Automotive was the pace-setter in the Obama manufacturing expansion by a long shot. Since Mr. Obama’s first inauguration, its inflation-adjusted production jumped by just over 167 percent, and since the recovery official began six months later, it expanded by just under 168 percent. The lion’s share of output during both periods was in vehicles, where constant-dollar production more than tripled – though parts output increased by more than 130 percent during the Obama years as well.
American industry’s worst performer was that small other manufacturing sector, which has shrunk by more than 30 percent. Output in real terms fell in the apparel and leather, and printing industries under Mr. Obama – which shouldn’t surprise anyone. But it also dropped in the enormous chemicals industry (by a little less than one percent) – which should.
Information technology hardware – semiconductors, computers, and communications equipment – grew robustly, too, in constant dollars during the Obama years (by more than 102 percent) and during the recovery (by a bit more). But these producers clearly were left in the dust by automotive. (And it’s important to remember that high tech industries’ real growth is probably overstated, for reasons explained here.)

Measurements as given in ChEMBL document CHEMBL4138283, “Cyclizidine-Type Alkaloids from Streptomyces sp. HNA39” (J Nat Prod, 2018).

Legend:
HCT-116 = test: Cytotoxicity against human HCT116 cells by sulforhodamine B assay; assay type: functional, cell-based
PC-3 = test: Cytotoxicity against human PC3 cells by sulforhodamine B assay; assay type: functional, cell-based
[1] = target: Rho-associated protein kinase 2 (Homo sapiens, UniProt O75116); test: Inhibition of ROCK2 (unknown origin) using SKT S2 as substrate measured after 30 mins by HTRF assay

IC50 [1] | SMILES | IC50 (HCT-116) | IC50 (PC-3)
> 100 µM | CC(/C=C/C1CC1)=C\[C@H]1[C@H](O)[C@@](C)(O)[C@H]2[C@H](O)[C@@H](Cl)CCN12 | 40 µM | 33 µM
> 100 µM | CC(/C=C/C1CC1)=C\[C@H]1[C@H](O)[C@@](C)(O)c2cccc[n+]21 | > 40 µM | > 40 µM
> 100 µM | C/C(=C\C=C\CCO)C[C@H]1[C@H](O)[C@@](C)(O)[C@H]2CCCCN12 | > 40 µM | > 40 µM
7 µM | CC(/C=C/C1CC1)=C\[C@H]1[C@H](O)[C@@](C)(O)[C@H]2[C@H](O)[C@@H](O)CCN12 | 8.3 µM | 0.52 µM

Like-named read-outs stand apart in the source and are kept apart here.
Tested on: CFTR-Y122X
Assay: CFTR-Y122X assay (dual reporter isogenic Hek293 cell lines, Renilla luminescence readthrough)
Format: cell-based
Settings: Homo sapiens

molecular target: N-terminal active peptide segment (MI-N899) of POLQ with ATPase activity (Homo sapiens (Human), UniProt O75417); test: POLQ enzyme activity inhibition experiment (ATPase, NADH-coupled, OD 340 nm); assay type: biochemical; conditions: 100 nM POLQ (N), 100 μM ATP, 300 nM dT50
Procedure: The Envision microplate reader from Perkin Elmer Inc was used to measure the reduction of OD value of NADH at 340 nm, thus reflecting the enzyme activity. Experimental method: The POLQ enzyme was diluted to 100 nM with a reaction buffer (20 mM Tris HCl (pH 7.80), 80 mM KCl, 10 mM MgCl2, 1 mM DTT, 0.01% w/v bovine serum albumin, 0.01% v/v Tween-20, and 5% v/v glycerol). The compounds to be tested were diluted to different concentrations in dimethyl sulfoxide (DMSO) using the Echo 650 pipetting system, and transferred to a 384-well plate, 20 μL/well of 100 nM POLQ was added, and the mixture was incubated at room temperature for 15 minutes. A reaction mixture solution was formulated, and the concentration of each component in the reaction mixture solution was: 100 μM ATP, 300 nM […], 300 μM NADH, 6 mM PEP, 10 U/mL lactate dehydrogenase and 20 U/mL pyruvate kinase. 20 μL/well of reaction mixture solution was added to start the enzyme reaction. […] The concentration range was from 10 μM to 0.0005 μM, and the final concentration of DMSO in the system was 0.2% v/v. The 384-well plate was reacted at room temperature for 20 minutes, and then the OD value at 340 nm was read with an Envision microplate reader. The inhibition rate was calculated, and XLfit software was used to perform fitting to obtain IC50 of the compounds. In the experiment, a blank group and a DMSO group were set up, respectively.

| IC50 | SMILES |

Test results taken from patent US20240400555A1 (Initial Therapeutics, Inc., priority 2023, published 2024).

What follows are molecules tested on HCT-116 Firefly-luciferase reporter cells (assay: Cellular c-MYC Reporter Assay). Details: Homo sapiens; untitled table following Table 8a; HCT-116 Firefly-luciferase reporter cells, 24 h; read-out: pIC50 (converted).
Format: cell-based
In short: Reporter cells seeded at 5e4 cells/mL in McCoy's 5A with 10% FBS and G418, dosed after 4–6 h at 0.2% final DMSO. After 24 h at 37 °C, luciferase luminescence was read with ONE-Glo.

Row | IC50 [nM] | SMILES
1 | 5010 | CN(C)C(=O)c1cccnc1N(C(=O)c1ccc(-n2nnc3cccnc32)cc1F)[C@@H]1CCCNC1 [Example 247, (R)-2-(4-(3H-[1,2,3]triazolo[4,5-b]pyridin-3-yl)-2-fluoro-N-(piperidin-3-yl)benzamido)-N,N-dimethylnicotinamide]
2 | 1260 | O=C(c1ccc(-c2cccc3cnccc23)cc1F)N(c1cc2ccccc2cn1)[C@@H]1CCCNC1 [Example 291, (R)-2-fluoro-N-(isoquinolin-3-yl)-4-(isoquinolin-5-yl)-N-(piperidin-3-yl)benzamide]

And here are the real stunners: If you remove the automotive sector from the real manufacturing output totals, industry’s output improved by only 12.34 percent during the current recovery (not 20.89 percent) and a mere 7.37 percent since the first Obama inauguration (not 15.88 percent). Over a seven-year period, that’s a pittance. Strip out high tech hardware, and manufacturing’s real growth is less, too – but it would still have risen by 15.71 percent during this recovery and 10.25 percent during the previous administration.
These industrial production figures depict President Trump’s focus on reshoring automotive production and keeping it stateside as a no-brainer. By the same token, they indicate that domestic manufacturing’s fortunes could depend heavily on whether or not he succeeds.